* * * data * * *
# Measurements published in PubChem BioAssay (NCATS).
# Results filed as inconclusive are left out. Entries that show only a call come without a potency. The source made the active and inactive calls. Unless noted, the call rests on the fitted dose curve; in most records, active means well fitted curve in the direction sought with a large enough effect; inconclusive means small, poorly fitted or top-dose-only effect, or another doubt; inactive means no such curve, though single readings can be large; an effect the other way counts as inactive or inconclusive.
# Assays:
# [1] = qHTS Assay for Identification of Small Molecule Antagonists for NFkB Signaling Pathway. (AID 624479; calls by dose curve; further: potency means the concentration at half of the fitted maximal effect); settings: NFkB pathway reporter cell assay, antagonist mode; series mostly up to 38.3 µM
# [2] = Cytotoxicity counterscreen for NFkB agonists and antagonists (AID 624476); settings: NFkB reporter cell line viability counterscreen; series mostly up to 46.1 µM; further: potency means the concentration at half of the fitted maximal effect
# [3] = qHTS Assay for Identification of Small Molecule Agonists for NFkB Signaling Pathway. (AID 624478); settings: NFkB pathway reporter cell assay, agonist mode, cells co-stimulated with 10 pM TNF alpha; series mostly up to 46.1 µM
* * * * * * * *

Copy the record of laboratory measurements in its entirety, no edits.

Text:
# Measurements published in PubChem BioAssay (NCATS).
# Results filed as inconclusive are left out. Entries that show only a call come without a potency. The source made the active and inactive calls. Unless noted, the call rests on the fitted dose curve; in most records, active means well fitted curve in the direction sought with a large enough effect; inconclusive means small, poorly fitted or top-dose-only effect, or another doubt; inactive means no such curve, though single readings can be large; an effect the other way counts as inactive or inconclusive.
# Assays:
# [1] = qHTS Assay for Identification of Small Molecule Antagonists for NFkB Signaling Pathway. (AID 624479; calls by dose curve; further: potency means the concentration at half of the fitted maximal effect); settings: NFkB pathway reporter cell assay, antagonist mode; series mostly up to 38.3 µM
# [2] = Cytotoxicity counterscreen for NFkB agonists and antagonists (AID 624476); settings: NFkB reporter cell line viability counterscreen; series mostly up to 46.1 µM; further: potency means the concentration at half of the fitted maximal effect
# [3] = qHTS Assay for Identification of Small Molecule Agonists for NFkB Signaling Pathway. (AID 624478); settings: NFkB pathway reporter cell assay, agonist mode, cells co-stimulated with 10 pM TNF alpha; series mostly up to 46.1 µM